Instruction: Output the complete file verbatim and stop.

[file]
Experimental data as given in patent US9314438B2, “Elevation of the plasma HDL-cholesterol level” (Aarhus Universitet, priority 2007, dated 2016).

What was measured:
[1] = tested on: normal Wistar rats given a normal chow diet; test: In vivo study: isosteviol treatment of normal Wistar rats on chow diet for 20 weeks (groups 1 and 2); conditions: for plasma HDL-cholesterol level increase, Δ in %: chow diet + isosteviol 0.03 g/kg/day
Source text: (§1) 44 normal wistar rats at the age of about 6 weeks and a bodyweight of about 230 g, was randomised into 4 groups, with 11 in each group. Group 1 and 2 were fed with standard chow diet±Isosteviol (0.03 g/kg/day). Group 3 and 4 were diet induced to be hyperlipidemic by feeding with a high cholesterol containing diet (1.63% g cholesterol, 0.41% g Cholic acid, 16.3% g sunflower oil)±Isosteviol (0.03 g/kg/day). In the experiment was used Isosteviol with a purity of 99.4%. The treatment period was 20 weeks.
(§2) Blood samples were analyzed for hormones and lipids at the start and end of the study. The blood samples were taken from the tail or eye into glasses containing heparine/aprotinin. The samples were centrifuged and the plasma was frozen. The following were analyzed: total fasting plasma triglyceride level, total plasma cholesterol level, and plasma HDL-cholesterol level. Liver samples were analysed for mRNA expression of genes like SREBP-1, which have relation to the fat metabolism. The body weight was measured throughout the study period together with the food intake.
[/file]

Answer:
Experimental data as given in patent US9314438B2, “Elevation of the plasma HDL-cholesterol level” (Aarhus Universitet, priority 2007, dated 2016).

What was measured:
[1] = tested on: normal Wistar rats given a normal chow diet; test: In vivo study: isosteviol treatment of normal Wistar rats on chow diet for 20 weeks (groups 1 and 2); conditions: for plasma HDL-cholesterol level increase, Δ in %: chow diet + isosteviol 0.03 g/kg/day
Source text: (§1) 44 normal wistar rats at the age of about 6 weeks and a bodyweight of about 230 g, was randomised into 4 groups, with 11 in each group. Group 1 and 2 were fed with standard chow diet±Isosteviol (0.03 g/kg/day). Group 3 and 4 were diet induced to be hyperlipidemic by feeding with a high cholesterol containing diet (1.63% g cholesterol, 0.41% g Cholic acid, 16.3% g sunflower oil)±Isosteviol (0.03 g/kg/day). In the experiment was used Isosteviol with a purity of 99.4%. The treatment period was 20 weeks.
(§2) Blood samples were analyzed for hormones and lipids at the start and end of the study. The blood samples were taken from the tail or eye into glasses containing heparine/aprotinin. The samples were centrifuged and the plasma was frozen. The following were analyzed: total fasting plasma triglyceride level, total plasma cholesterol level, and plasma HDL-cholesterol level. Liver samples were analysed for mRNA expression of genes like SREBP-1, which have relation to the fat metabolism. The body weight was measured throughout the study period together with the food intake.